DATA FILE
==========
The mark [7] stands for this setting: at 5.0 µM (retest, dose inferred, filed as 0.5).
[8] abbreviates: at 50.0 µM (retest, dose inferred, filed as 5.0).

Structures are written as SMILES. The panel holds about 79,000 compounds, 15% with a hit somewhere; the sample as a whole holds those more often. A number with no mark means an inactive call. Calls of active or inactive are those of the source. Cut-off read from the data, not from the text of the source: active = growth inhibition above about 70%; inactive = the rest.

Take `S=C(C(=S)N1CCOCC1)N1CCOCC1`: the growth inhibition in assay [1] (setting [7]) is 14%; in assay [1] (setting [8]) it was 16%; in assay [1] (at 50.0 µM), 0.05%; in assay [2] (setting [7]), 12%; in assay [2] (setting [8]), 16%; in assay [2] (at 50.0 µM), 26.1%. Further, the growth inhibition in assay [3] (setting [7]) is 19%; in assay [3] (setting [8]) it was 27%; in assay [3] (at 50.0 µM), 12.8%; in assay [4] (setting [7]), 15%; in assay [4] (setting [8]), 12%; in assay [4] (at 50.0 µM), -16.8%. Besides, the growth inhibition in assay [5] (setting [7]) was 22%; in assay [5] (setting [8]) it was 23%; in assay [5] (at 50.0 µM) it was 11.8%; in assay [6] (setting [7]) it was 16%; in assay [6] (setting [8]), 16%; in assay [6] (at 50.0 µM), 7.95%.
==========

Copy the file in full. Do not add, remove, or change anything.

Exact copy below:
The mark [7] stands for this setting: at 5.0 µM (retest, dose inferred, filed as 0.5).
[8] abbreviates: at 50.0 µM (retest, dose inferred, filed as 5.0).

Structures are written as SMILES. The panel holds about 79,000 compounds, 15% with a hit somewhere; the sample as a whole holds those more often. A number with no mark means an inactive call. Calls of active or inactive are those of the source. Cut-off read from the data, not from the text of the source: active = growth inhibition above about 70%; inactive = the rest.

Take `S=C(C(=S)N1CCOCC1)N1CCOCC1`: the growth inhibition in assay [1] (setting [7]) is 14%; in assay [1] (setting [8]) it was 16%; in assay [1] (at 50.0 µM), 0.05%; in assay [2] (setting [7]), 12%; in assay [2] (setting [8]), 16%; in assay [2] (at 50.0 µM), 26.1%. Further, the growth inhibition in assay [3] (setting [7]) is 19%; in assay [3] (setting [8]) it was 27%; in assay [3] (at 50.0 µM), 12.8%; in assay [4] (setting [7]), 15%; in assay [4] (setting [8]), 12%; in assay [4] (at 50.0 µM), -16.8%. Besides, the growth inhibition in assay [5] (setting [7]) was 22%; in assay [5] (setting [8]) it was 23%; in assay [5] (at 50.0 µM) it was 11.8%; in assay [6] (setting [7]) it was 16%; in assay [6] (setting [8]), 16%; in assay [6] (at 50.0 µM), 7.95%.